As the Queen fell back, her dress lifted up and a puffy white diaper became easily visible. The Queen began to cry loudly, and her pristine garment became darkly discolored. Brown stains collected at the edges of the diaper, as the Queen wailed in sorrow.
Jinny stood over the fraudulent Queen, but she did not gloat. Instead, she knelt at her side, and tried to comfort the sobbing girl. All the remaining tiles crumbled away, save for one. And the girls were left together on a single white square.
Three crows circled overhead, then descended quickly upon to isolated girls. Fear was in the eyes of the former Queen, but Jinny used her own body to shield the other girl.
“Jinny!” Lana screamed as the crows wholly enveloped her sister, the Queen, and the square.
For a second, only black feathers could be seen. Then, as the crows departed, Lana could see the single square. Upon it sat two orbs. Pale and small, they bore the same glowing faces that dotted the town; the same that Judy had worn.



Lana found herself inside the living room of a strange house. Before her, in the center of the room was a white towel, and upon it sat two glowing faces.

She knew what lay in front of her; and as the light from the two faces vanished, she remembered what was behind her.

Leaving the empty husks she stumbled toward the back of the house. Turning at the wall, she moved left and waddled down a short hallway. She could feel the shadow behind her as she ducked inside a doorway. Finding herself in a small bathroom, she turned and locked the door.

Lana tried to calm herself and slow her breathing, hoping to remain completely silent.

Did it see me come in here? Does it know where I am?

It was pitch black inside the room. Lana felt a chill brush against her feet. Cold wind was creeping under the door. It’s inside. It’s here!

She lay on her belly, and tried to peer beneath the door. But the hallway was also solid black, and she could see nothing. Again, she felt cold wind, this time against her back. Air was being drawn out of the room, as if the shadow were trying to suck life out of her lungs.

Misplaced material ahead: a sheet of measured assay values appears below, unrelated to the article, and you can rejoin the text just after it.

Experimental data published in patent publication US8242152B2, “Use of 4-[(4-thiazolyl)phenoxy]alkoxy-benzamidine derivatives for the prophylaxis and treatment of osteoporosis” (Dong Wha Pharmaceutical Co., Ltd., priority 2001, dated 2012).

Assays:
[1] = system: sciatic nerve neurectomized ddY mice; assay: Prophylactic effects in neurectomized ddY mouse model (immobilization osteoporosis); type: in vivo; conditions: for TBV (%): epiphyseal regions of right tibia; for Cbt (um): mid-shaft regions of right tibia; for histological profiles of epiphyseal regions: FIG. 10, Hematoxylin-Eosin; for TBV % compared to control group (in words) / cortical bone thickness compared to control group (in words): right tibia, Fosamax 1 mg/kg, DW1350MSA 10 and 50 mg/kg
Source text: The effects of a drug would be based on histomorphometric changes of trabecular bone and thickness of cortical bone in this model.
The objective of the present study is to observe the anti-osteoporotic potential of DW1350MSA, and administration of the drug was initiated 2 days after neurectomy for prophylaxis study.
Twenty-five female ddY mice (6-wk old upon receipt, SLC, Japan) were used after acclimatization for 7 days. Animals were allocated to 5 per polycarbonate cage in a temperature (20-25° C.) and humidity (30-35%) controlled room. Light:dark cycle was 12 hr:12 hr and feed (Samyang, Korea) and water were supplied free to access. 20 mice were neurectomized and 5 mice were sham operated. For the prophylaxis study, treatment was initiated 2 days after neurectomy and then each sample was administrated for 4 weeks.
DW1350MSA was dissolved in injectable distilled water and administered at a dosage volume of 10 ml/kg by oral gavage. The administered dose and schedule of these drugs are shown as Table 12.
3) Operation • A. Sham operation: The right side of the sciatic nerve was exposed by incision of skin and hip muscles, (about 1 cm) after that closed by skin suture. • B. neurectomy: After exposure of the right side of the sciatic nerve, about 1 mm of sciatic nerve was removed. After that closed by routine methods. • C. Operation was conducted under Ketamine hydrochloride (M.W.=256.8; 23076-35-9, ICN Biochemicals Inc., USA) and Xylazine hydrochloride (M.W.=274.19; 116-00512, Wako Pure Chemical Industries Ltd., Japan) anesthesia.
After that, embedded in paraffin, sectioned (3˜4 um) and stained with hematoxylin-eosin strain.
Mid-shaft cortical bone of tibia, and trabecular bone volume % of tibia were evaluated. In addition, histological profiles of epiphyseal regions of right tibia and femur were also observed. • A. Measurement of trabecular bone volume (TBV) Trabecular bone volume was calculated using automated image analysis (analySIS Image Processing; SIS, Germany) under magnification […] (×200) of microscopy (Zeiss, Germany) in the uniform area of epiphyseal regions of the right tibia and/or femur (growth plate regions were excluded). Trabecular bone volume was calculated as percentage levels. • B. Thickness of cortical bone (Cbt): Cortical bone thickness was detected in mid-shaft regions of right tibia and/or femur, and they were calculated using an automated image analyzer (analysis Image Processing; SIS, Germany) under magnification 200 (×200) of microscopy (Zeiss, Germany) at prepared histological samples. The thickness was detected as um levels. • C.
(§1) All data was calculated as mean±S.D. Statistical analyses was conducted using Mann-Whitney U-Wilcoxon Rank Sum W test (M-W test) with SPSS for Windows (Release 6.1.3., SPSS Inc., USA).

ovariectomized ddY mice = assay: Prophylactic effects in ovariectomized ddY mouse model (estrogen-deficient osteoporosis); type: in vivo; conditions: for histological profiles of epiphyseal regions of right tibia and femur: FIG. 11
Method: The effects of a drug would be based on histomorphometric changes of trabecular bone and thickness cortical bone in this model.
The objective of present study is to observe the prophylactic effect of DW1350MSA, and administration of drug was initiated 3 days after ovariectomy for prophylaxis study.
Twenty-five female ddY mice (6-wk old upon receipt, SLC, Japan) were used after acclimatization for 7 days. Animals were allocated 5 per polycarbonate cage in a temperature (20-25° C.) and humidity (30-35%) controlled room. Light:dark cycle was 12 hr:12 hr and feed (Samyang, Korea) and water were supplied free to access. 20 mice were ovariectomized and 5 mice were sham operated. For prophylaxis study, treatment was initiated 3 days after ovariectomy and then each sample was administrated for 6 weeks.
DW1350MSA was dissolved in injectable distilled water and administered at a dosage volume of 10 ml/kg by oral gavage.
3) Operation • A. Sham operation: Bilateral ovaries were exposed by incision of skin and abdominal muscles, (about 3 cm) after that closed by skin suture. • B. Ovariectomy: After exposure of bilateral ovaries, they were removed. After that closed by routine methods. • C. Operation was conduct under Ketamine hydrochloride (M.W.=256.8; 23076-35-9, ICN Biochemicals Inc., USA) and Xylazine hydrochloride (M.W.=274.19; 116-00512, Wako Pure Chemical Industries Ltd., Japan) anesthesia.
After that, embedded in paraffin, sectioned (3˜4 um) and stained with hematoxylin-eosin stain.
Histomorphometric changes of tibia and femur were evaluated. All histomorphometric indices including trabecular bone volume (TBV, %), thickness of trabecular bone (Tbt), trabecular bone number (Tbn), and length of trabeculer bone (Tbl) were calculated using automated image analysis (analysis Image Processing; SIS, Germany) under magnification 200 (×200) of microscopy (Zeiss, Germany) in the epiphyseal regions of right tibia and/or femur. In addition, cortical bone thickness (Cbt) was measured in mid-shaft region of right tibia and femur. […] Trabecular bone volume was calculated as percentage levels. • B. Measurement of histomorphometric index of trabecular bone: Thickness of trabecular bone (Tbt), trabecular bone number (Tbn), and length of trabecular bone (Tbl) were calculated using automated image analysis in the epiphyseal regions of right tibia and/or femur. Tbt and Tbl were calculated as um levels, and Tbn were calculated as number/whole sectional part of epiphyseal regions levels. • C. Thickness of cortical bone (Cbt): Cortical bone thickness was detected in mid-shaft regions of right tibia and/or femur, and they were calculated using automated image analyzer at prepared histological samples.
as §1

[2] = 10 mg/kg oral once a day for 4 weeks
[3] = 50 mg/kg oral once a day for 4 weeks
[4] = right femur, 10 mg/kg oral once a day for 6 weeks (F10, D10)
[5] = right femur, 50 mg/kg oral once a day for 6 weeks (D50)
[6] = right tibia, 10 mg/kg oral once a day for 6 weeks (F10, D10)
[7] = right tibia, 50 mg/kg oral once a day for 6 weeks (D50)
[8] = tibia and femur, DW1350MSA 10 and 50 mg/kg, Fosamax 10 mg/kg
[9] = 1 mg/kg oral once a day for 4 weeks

She clamped her mouth and held her breath.

It’s right outside the door!

Edging closer to the door, she could see through the gap. The being floated without, and their murk was endlessly deep, blotting out even total darkness.

Lana was calm.
What is this?

She began to exhale, her breath was hot.

What’s happening?

A faint orange glow flickered against the inside of the bathroom door.

Is this-?

The last of her breath passed a tiny flame and was gone; swallowed by the starving void. Her question burned on the dying flicker of her mind; but as the light was extinguished, its query was rewritten as a statement, and Lana had her answer. Her story would conclude in timeworn fashion; two simple words of distinct finality.

…The End.

Re: The Harvest Festival [Scary]

I like this one, I feel it could be a bigger story with a bigger world but it works as is. I especially love how it handles silent conversations, they illustrate the characters’ understanding of one-another and lead to deeper relationships than they otherwise would be. A solid entry.

Re: The Harvest Festival [Scary]

Slightly more solid now that has the formatting fixed (if you saw it pre-edit, it was missing the scene breaks)

Re: The Harvest Festival [Scary]